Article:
'Rain tax' victory for charities and voluntary organisations

Government legislates to allow water companies to set concessionary rates

Scout groups, churches and amateur sports clubs have won their battle against the controversial ‘rain tax'.

Environment secretary Hilary Benn MP announced yesterday that the Government would step in to halt large increases in charges for surface water drainage for voluntary and community groups by legislating to allow water companies to run concessionary schemes for them.

Some community organisations faced increases in water bills of several hundred per cent under a charging regime for surface water drainage based on the size of premises rather than rateable value.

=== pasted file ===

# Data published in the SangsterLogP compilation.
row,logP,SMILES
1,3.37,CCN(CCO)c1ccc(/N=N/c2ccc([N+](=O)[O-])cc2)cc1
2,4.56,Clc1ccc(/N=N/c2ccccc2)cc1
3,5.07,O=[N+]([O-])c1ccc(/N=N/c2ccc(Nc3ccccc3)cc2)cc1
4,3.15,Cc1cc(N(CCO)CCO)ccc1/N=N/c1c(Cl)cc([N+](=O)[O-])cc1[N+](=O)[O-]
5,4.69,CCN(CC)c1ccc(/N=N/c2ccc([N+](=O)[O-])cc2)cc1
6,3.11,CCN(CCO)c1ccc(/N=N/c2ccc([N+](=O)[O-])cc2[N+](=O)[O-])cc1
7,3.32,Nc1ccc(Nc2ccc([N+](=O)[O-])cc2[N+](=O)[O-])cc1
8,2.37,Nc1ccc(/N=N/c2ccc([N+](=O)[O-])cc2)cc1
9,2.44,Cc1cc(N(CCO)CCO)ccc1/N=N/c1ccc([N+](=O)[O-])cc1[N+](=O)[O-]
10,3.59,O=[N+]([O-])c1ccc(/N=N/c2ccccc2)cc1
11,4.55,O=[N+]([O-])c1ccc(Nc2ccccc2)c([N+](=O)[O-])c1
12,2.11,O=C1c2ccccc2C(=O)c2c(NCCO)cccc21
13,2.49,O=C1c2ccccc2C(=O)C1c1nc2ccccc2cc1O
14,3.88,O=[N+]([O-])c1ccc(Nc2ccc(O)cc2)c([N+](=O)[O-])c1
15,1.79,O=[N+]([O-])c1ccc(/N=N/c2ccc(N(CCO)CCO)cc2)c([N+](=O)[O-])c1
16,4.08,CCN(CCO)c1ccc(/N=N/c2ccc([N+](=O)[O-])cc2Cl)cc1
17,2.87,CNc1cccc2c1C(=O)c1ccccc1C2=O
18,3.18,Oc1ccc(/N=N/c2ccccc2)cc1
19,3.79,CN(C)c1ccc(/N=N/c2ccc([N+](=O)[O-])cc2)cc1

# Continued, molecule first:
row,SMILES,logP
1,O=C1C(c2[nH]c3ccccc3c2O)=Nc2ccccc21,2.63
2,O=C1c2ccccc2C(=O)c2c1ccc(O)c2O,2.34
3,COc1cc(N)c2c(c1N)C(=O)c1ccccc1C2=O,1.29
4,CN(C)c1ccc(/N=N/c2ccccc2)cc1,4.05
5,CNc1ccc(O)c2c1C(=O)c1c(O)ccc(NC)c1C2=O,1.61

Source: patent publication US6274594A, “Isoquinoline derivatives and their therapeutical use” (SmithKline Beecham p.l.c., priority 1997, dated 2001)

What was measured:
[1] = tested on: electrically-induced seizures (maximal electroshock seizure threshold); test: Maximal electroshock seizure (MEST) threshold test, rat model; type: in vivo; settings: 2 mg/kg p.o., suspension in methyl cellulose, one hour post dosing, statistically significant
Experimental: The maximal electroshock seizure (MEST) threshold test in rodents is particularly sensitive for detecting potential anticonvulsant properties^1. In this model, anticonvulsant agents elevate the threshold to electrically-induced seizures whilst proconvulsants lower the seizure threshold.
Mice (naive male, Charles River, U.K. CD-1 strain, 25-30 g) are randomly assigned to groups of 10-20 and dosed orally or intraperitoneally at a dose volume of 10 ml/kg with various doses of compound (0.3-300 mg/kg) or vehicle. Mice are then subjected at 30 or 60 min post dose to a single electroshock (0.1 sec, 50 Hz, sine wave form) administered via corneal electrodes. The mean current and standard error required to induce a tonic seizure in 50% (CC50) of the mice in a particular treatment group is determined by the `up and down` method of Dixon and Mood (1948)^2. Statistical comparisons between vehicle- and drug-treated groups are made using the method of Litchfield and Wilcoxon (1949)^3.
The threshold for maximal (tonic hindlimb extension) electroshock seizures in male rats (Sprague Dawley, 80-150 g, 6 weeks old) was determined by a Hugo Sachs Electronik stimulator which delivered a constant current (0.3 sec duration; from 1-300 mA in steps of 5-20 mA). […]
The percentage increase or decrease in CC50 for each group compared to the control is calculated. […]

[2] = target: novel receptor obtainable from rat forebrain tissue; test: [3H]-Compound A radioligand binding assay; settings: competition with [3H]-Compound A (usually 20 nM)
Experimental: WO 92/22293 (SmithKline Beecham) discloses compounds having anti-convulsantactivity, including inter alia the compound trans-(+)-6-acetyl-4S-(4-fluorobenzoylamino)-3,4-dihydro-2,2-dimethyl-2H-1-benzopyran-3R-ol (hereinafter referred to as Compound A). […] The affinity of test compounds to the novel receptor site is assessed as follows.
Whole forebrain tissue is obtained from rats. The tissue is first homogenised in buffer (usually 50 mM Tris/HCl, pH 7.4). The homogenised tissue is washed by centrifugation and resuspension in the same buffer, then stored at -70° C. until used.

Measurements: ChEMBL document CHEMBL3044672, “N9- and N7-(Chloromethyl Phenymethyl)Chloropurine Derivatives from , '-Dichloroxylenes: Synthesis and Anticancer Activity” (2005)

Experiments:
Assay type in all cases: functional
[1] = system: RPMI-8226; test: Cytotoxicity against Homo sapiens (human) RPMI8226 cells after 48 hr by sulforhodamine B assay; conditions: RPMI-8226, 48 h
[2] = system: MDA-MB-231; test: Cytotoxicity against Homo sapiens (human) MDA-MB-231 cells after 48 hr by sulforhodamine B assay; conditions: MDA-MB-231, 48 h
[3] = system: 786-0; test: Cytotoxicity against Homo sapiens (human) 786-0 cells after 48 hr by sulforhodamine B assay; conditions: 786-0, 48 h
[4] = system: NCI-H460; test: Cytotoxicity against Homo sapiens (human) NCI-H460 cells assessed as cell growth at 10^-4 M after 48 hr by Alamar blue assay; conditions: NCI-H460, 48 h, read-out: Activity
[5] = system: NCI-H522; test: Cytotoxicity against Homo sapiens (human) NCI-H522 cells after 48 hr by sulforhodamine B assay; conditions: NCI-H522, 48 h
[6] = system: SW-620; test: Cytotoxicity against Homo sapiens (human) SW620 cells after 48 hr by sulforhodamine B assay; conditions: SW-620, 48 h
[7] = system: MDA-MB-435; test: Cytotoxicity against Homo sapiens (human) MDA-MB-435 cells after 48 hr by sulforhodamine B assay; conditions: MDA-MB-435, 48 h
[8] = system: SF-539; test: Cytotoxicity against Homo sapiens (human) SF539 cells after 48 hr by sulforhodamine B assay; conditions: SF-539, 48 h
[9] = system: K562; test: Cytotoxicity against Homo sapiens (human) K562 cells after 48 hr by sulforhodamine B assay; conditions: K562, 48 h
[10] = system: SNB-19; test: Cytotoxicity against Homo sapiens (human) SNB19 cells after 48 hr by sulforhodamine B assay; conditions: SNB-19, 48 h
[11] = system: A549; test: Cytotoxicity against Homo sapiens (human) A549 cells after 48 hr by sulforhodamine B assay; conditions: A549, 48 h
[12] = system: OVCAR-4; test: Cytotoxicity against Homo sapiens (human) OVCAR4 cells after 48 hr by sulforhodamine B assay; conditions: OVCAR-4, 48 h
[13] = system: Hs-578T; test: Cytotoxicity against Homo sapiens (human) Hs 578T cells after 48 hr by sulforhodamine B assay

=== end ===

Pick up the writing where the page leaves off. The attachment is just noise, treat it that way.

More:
Water regulator Ofwat had advised that concessionary charges would be discriminatory.

Martin Dales, spokesman for pressure group DontDrainUs.org, which fought the tax on behalf of charities, churches and clubs, welcomed legislation that he said would allow volunteers to use the money they raised for the charitable purposes they existed to provide.

"It is grossly unfair that churchwardens, sports club treasurers and scout leaders have had to bear the intolerable burden of these bills, which has affected their ability to provide services for their members."

An Ofwat spokesman said the regulator welcomed the Government's move. "The devil is in the detail and we will work closely with ministers to ensure all customers get a fair deal," he said.

The new legislation will form part of the Flood and Water Management Bill in the next session of Parliament.

Kate Youde recommends

DontDrainUs.org

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